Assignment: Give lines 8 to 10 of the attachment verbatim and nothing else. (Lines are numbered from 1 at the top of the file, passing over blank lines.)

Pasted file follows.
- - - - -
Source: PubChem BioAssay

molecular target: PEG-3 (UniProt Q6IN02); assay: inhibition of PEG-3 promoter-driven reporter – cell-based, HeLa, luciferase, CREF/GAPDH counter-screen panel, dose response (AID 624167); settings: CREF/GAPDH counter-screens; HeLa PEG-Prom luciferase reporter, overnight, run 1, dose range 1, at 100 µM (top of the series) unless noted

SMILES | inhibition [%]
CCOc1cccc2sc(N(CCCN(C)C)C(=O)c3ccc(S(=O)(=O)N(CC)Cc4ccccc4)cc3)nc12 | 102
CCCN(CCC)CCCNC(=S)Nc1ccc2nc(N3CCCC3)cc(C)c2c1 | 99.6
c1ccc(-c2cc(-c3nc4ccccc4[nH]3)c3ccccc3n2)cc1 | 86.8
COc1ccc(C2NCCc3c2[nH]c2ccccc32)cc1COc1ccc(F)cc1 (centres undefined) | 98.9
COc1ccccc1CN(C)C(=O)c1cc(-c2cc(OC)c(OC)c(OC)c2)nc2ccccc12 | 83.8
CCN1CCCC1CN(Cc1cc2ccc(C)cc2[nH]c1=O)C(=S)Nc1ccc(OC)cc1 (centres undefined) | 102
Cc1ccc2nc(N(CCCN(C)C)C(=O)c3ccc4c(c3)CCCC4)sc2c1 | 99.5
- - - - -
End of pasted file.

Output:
COc1ccccc1CN(C)C(=O)c1cc(-c2cc(OC)c(OC)c(OC)c2)nc2ccccc12 | 83.8
CCN1CCCC1CN(Cc1cc2ccc(C)cc2[nH]c1=O)C(=S)Nc1ccc(OC)cc1 (centres undefined) | 102
Cc1ccc2nc(N(CCCN(C)C)C(=O)c3ccc4c(c3)CCCC4)sc2c1 | 99.5